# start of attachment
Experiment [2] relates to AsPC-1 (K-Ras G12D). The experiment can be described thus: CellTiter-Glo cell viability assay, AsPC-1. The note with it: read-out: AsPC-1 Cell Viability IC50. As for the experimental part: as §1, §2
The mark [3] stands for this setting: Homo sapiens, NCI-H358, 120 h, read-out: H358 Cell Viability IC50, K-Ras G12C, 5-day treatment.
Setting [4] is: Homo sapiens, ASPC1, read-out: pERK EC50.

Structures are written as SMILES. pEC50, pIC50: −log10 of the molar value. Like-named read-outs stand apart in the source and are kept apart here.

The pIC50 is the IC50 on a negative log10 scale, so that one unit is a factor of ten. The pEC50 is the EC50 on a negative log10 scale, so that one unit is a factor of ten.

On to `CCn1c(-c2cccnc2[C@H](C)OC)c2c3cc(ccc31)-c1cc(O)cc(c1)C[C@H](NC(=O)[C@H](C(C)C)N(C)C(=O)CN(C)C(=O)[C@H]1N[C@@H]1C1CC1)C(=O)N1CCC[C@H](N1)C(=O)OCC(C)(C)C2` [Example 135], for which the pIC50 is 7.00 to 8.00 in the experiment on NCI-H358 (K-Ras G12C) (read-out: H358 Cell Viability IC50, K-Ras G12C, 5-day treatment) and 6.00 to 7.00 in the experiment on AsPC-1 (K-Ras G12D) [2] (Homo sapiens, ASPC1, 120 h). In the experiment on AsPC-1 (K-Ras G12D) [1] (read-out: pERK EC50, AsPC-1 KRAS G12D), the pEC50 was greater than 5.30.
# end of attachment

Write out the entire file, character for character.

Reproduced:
Experiment [2] relates to AsPC-1 (K-Ras G12D). The experiment can be described thus: CellTiter-Glo cell viability assay, AsPC-1. The note with it: read-out: AsPC-1 Cell Viability IC50. As for the experimental part: as §1, §2
The mark [3] stands for this setting: Homo sapiens, NCI-H358, 120 h, read-out: H358 Cell Viability IC50, K-Ras G12C, 5-day treatment.
Setting [4] is: Homo sapiens, ASPC1, read-out: pERK EC50.

Structures are written as SMILES. pEC50, pIC50: −log10 of the molar value. Like-named read-outs stand apart in the source and are kept apart here.

The pIC50 is the IC50 on a negative log10 scale, so that one unit is a factor of ten. The pEC50 is the EC50 on a negative log10 scale, so that one unit is a factor of ten.

On to `CCn1c(-c2cccnc2[C@H](C)OC)c2c3cc(ccc31)-c1cc(O)cc(c1)C[C@H](NC(=O)[C@H](C(C)C)N(C)C(=O)CN(C)C(=O)[C@H]1N[C@@H]1C1CC1)C(=O)N1CCC[C@H](N1)C(=O)OCC(C)(C)C2` [Example 135], for which the pIC50 is 7.00 to 8.00 in the experiment on NCI-H358 (K-Ras G12C) (read-out: H358 Cell Viability IC50, K-Ras G12C, 5-day treatment) and 6.00 to 7.00 in the experiment on AsPC-1 (K-Ras G12D) [2] (Homo sapiens, ASPC1, 120 h). In the experiment on AsPC-1 (K-Ras G12D) [1] (read-out: pERK EC50, AsPC-1 KRAS G12D), the pEC50 was greater than 5.30.